All digital scopes today have an FFT function to translate the scope display to that of an SA. (An SA plots amplitude vs frequency, rather than voltage vs time as on a scope). But the FFT is a very poor substitute.

An SA's front end is much like that of a superhet radio. An oscillator sweeps between two frequencies (set by the user) and heterodynes the input against the swept oscillator. The output of the heterodyning is filtered; you set a desired resolution bandwidth (RBW), which is just the width of a filter. With a narrow RBW only a small part of the signal is amplified so the broadband noise is rejected. Great sensitivity and signal resolution can be obtained.

The new MDO-2000E series may or may not work this way. The datasheet has a lot of words about the internals, but I find the description baffling. RBW is controllable so it's likely the units do heterodyne the input signal.

A scope just isn't very sensitive. Once you get down to a few mV noise overwhelms the signal. An SA, though, is designed to handle very low level signals. My Advantest has a DANL (displayed average noise level) of -132 dBm, which is about a tenth of a femtowatt. DANL is roughly the sensitivity of the SA. (To convert dBm to Watts: W=10(dBm-30)/10.)

But that's an expensive instrument. The new MDO-2000E devices have a claimed DANL of -90 dBm, or about a picowatt.

I've never seen a scope whose FFT function lets you set the RBW (or another filter, called the video bandwidth). That's a huge downside for serious RF work. (Note: I see nothing in the MDO-2000E's datasheet about controlling video bandwidth; it may or may not be user-controllable).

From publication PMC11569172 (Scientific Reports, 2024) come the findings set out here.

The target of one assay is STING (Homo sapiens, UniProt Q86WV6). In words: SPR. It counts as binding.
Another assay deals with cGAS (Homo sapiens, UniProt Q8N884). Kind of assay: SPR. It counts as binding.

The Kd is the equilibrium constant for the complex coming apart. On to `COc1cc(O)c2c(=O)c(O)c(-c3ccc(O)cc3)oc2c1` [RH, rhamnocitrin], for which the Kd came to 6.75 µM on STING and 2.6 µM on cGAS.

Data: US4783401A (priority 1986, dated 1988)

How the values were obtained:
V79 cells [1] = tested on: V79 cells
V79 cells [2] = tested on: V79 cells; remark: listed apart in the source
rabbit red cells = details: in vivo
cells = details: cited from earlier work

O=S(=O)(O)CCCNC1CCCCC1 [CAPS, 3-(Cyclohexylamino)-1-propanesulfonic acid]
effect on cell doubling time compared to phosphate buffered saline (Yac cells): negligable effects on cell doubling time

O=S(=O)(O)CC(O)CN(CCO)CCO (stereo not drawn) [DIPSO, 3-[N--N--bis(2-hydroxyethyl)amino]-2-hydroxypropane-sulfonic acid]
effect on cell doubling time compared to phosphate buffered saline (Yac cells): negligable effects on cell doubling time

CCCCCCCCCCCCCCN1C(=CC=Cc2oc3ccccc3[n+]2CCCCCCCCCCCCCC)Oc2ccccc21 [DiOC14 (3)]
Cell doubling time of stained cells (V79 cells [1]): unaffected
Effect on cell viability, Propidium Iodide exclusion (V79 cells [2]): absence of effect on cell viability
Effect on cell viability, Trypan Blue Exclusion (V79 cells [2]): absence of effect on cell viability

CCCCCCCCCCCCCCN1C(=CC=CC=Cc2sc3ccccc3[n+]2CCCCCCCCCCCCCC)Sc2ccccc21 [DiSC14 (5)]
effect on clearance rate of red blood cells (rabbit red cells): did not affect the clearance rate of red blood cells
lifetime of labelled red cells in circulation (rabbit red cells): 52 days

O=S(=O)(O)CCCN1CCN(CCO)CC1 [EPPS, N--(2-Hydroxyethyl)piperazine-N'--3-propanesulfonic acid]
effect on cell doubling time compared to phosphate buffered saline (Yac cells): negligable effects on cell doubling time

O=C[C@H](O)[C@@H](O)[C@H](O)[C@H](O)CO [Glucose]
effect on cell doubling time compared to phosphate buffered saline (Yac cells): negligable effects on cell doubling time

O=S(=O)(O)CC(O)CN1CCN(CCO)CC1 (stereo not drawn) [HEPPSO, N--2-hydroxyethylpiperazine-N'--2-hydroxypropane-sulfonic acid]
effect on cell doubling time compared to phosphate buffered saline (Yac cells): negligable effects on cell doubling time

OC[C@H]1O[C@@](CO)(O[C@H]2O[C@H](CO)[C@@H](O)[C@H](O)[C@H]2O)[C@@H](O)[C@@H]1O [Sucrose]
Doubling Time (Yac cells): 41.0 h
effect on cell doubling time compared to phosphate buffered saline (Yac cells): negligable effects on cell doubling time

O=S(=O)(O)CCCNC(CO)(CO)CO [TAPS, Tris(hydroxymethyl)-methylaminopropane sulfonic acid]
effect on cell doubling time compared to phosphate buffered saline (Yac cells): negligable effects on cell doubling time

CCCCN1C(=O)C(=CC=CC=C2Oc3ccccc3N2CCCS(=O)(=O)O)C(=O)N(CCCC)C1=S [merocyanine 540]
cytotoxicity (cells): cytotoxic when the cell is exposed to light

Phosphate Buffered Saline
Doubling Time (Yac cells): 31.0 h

Here's an example. The input to my SA is just a two-foot long piece of wire acting as an antenna. The marker (the red dot) is at 100.7 MHz, the carrier of a local FM radio station. In the red box (it's hard to see) the marker's amplitude is displayed: -67 dBm (a fraction of a nanowatt). The display covers 90 to 110 MHz.

In this example I've narrowed the swept range to 1 MHz and centered the sweep on 100.7 MHz. The RBW is 3 KHz so a lot of detail is available.

(Alas, my SA is rather long in the tooth so I had to take photos rather than obtain nice screen shots).

The new MDO-2000E series SAs have a 500 MHz bandwidth, so won't be useful for most wireless protocols. However, at these prices a ham radio operator could be quite tempted!

Spectrum Analyzers are a lot of fun. When cell phones first came out we were working with a very-expensive government-supplied Tektronix SA, which had a built-in demodulator. We'd tune to the mobile bands and demod a signal when it popped up. Without exception, all of conversations started out along the lines of "Hey - I'm calling from my car!"

Note: This section is about something I personally find cool, interesting or important and want to pass along to readers. It is not influenced by vendors.


Let me know if you’re hiring embedded engineers. No recruiters please, and I reserve the right to edit ads to fit the format and intent of this newsletter. Please keep it to 100 words. There is no charge for a job ad.

Joke For The Week

Note: These jokes are archived at

You might be an engineer if:

  • If you are currently gathering the components to build your own nuclear reactor
  • If you own one or more white short-sleeve dress shirts (that sure is dated!)
  • If you have never backed-up your hard drive
  • If you are aware that computers are actually only good for playing games, but are afraid to say it out loud
  • If you truly believe aliens are living among us
  • If you have ever saved the power cord from a broken appliance
Advertise With Us

Advertise in The Embedded Muse! Over 27,000 embedded developers get this twice-monthly publication. For more information email us at

About The Embedded Muse

The Embedded Muse is Jack Ganssle's newsletter. Send complaints, comments, and contributions to me at

The Embedded Muse is supported by The Ganssle Group, whose mission is to help embedded folks get better products to market faster. We offer seminars at your site offering hard-hitting ideas - and action - you can take now to improve firmware quality and decrease development time. Contact us at for more information.